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Old 06-04-2007, 01:19 PM   #1051
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Originally Posted by shoeboxrich View Post
Alcohol attacks several materials and literally eats them up. Copper is one of those materials and several components in the pump's motor are made from copper.

Most stills I've seen are made of copper. So why is it okay to use copper to create ethanol, but not pump ethanol?
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Old 06-04-2007, 02:35 PM   #1052
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Alright, I was wrong. sheesh.

Last edited by HamFist; 06-05-2007 at 11:20 AM.
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Old 06-04-2007, 02:56 PM   #1053
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I believe that there is enough information in this thread to almost completely debunk any fears of using E-85 in the EJ205 or the like.
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Old 06-05-2007, 10:56 AM   #1054
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As for the motor in the fuel pump, I ripped one apart just to see what it looked like. The electric motor inside the fuel pump itself stays dry. The impeller is attached to a shaft that is driven by the motor. No self respecting engineer would put an electrically charged motor into fuel itself whether it's gas, ethanol or cow ****. You can put it in a sealed container and submerge it in fuel and drive an impeller, though .
You better look again . Every Walbro intank and external EFI pump ever made is a "wet" design. It ueses the fuel to lubricate and cool the motor and all other components. It is also very safe because there is no oxygen present. It takes a mixture of fuel and oxygen to make a fire. I've seen pumps that have shorted out a literally melted submirged in gasoline. No fire.
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Old 06-05-2007, 11:20 AM   #1055
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Damn. He's right.

http://mkiv.com/techarticles/fuel_pumps_test_2

from here:

http://www.forparts.com/fuel.htm

The upside is that when I cut apart my Walbro after it failed the motor still looked fine. I ran 80psi of fuel pressure through it and it failed but the windings looked fine.

Last edited by HamFist; 06-05-2007 at 11:38 AM.
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Old 06-05-2007, 11:56 AM   #1056
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This looks like a Bosch pump but pretty much all major OE pump manufacturers use the wet design.
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Old 06-05-2007, 12:00 PM   #1057
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Hamfist no worries! We are all here to share info...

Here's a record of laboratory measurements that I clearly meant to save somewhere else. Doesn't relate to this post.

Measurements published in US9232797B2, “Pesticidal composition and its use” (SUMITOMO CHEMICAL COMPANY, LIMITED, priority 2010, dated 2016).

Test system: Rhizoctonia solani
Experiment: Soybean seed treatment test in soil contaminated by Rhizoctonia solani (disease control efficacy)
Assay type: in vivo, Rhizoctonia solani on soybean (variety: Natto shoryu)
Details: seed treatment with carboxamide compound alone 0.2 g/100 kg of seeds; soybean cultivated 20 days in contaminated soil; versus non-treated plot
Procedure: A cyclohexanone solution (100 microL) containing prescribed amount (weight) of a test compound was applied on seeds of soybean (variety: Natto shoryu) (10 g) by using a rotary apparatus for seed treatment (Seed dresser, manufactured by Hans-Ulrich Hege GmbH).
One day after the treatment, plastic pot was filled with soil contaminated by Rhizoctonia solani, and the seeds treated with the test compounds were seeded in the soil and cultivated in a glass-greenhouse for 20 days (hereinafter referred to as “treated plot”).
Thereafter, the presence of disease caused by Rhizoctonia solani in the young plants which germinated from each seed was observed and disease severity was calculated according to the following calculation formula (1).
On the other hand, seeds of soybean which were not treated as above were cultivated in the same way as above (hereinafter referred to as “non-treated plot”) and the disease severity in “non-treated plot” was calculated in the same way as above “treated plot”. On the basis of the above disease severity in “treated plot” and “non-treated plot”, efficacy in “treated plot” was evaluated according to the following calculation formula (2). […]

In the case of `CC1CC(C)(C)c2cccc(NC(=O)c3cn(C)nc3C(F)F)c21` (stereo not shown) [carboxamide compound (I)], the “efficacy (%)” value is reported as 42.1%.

Shoeboxrich - I am still curious about the fuel pumps in flex fuel vehicles. I am only pointing to you for this info so far since you apparently are so familiar with fuel pumps, and their designs. Also if copper is not suitable for use in the pump, what materials are going to be used instead to withstand the ethanol?
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Old 06-05-2007, 12:21 PM   #1058
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Thanks, dude.

Just a wild stab, but could the copper windings not corrode because it's grounded?
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Old 06-05-2007, 01:10 PM   #1059
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Guys,
The shunt wire on the brushes are stainless steel (instead of copper) and we use a carbone commutator instead of a copper commutator. Some areas we nickle plate the surface.
I can't believe you didn't believe me. I'm a trained professional Seriously though I've been in the fuel pump business since the late 70s and even though I'm a slow learner I've picked up a little knowledge. I'm into old hot rods and customs myself, but EFI stuff is my business so I want to know what's going on with E85 and if serious car guys (like the ones on this board) are going to be useing it.

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Old 06-05-2007, 01:48 PM   #1060
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Hey I never said that I didn't believe you, I am simply looking for information to back up a claim. Thank you for the information!
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Old 06-05-2007, 02:11 PM   #1061
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I missed the part where you worked with fuel pumps before I was born .

I think there's plenty of "serious car guys" willing to use E85. But between rampant misinformation and obscure bulletin boards with info, it may take a while before more of them are into it.The last few years have been impressive with the growth but it's still an uphill battle to see it go mainstream and big oil isn't helping. Since 70's muscle cars require a lot more work, that makes it even tougher for E85 in the old school muscle car department. I'll admit "tuning" my car for it was a no-brainer once I found the right parts combo. If I had to redo the car to run it, I'd probably reconsider it, too.

What kind of pumps for carburetors handle E85, since we're on the subject?
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Old 06-05-2007, 03:09 PM   #1062
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What kind of pumps for carburetors handle E85, since we're on the subject?
I am not aware of any E85 compatable low pressure pumps. I don't know if there is a market for them or not. I'm sure someone like Carter would look at doing one if they saw a demand.
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Old 06-05-2007, 08:46 PM   #1063
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shoeboxrich

One of the major problems we have had is getting someone familiar with the fuel pump industry to dig up some good solid tech info for us, like what are the differences between the FFV fuel pumps and the conventional pumps.